Leburton named associate member of Royal Academy of Belgium

4/19/2011 2:19:00 PM

Jean-Pierre Leburton, the Gregory Stillman Professor of Electrical and Computer Engineering at Illinois, has been elected to the Academy of Sciences, Letters, and Fine Arts of Belgium.

Jean-Pierre Leburton
Jean-Pierre Leburton
The academy was founded in 1772 by Empress Marie-Thérèse of Austria as the Imperial Academy of Arts and Science. At the time Belgium was part of the Austrian empire. In 1845, King Leopold I of Belgium re-commissioned the academy as the Royal Academy.  It is the oldest scholarly society in Belgium. Until recently, there were classes within the Academy: sciences, political science and ethics, and the arts.

In 2009, the Academy created a new class: technology and society. Leburton was elected to this newest class. He is a renowned expert in nanostructure and device physics, which fits in with the class theme since “Nanotechnology has a tremendous impact on technology and society,” said Leburton.

In addition, Leburton has been collaborating with colleagues from Belgium on research and other projects in his field.

“In the last few years I’ve been involved with collaborative research activities in various Belgian institutions,” he said. “I’ve served in PhD exams committees. I was also involved in conference organizations in Belgium.”

Leburton believes his area of expertise and interaction with Belgian colleagues helped pave the way for his selection to the Academy. 

“I imagine they were interested in my expertise in nanotechnology,” said Leburton. “They have some activities in nanotechnology in Belgium, especially in bionanotechnology, nanoelectronics, and NEMS [nanoelectromechanical systems]. People started to know me”

Though Leburton is a native of Belgium, he was elected as an associate of the Academy, a distinction reserved for those living outside Belgium.

“In some ways, this is mostly honorary,” said Leburton. “I will be consulted a few times, but not as often as the regular members because I live far away.”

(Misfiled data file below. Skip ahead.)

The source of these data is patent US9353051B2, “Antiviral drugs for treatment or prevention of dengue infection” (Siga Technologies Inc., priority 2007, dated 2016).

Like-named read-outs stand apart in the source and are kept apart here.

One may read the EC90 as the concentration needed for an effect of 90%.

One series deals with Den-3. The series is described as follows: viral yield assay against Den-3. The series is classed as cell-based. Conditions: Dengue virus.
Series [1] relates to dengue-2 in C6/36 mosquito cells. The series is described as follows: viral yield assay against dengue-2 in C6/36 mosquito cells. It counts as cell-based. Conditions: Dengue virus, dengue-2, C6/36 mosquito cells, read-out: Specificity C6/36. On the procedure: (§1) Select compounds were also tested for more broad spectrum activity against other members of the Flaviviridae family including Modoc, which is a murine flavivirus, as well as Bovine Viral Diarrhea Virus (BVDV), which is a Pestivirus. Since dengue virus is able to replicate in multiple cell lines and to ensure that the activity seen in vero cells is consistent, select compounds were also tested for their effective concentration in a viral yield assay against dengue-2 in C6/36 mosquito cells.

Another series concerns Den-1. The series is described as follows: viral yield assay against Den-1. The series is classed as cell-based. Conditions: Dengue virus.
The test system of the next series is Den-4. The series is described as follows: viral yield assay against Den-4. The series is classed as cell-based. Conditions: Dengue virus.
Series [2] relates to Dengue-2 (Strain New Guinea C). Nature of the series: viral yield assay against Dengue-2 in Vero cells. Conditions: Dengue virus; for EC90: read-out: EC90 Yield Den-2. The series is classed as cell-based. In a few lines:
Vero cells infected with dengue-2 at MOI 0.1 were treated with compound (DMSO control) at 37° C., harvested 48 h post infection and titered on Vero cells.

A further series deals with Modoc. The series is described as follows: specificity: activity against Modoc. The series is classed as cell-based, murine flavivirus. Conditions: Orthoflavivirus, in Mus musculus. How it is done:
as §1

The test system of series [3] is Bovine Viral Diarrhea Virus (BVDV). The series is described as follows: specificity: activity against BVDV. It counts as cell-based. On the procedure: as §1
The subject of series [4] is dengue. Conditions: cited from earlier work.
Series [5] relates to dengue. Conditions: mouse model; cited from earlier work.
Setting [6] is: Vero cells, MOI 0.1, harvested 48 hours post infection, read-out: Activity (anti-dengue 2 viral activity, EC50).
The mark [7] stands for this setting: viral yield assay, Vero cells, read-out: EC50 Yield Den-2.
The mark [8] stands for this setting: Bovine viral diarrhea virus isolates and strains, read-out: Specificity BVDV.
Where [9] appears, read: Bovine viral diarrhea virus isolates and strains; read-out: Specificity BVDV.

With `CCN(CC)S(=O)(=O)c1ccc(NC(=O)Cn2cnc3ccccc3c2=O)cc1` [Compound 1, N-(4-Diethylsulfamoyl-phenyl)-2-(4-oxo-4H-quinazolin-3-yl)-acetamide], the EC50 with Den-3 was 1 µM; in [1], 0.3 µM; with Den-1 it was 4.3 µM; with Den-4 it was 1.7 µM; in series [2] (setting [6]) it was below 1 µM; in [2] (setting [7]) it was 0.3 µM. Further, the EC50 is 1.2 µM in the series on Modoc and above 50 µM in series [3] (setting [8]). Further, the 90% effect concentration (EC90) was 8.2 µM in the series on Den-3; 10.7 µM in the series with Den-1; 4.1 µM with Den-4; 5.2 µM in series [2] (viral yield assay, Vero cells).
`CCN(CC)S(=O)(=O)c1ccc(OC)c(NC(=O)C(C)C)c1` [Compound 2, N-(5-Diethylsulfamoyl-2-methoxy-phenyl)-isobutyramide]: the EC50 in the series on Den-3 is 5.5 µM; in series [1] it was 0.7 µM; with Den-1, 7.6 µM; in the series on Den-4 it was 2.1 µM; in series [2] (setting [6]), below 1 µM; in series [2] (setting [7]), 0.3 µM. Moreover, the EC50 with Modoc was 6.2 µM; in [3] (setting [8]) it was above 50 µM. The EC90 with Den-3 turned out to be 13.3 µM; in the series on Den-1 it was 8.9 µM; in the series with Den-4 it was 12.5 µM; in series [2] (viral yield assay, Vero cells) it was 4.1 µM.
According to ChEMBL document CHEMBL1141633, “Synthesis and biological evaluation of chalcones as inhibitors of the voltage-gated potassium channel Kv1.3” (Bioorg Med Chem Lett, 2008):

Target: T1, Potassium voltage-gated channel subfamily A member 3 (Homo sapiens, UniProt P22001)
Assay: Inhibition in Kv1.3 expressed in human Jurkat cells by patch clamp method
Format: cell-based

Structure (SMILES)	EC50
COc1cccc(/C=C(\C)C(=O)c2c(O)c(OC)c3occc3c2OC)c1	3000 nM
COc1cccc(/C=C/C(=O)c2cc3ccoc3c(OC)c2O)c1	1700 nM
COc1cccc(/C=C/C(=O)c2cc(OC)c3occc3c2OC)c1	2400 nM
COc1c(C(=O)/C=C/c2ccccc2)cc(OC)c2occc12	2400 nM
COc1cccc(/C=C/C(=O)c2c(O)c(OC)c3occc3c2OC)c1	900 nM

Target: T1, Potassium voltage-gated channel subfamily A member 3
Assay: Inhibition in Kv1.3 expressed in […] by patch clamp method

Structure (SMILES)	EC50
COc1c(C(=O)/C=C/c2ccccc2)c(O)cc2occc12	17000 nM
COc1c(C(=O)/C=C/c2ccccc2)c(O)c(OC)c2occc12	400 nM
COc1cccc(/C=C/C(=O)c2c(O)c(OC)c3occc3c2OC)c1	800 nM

Membership in the Royal Academy is limited to 200 members and 200 associate members. New members can be elected only as vacancies become available within the membership. An induction ceremony will be held on May 21, 2011, in the Palace of the Academy, near the Royal Palace.

Leburton received his PhD from the University of Liege, Belgium, in 1978. He then went to work for Siemens in Germany for two years. In 1981 he came to the University of Illinois as a postdoc.

“I was to be here for one year,” said Leburton. “This year in September it will be thirty years.”

Leburton is a Fellow of the American Association for the Advancement of Science, the American Physical Society, the Electrochemical Society, IEEE, and the Optical Society of America. He is a member of the New York Academy of Sciences. He is a Chevalier dans L'Ordre des Palmes Academiques, which is given by the government of France. He has received the Gold Medal for Scientific Achievement from the alumni association of the University of Liege, Belgium. He is also the 2004 recipient of the “quantum device award” for outstanding contribution to the field of compounds semiconductors. In 2010 he was elected an IEEE Nanotechnology Council Distinguished Lecturer.

Contact: Jean-Pierre Leburton, Department of Electrical and Computer Engineering, 217/333-6813.

Writer: Tom Moone, communications coordinator, Department of Electrical and Computer Engineering, 217/244-9893.

If you have any questions about the College of Engineering, or other story ideas, contact Rick Kubetz, editor, Engineering Communications Office, University of Illinois at Urbana-Champaign, 217/244-7716.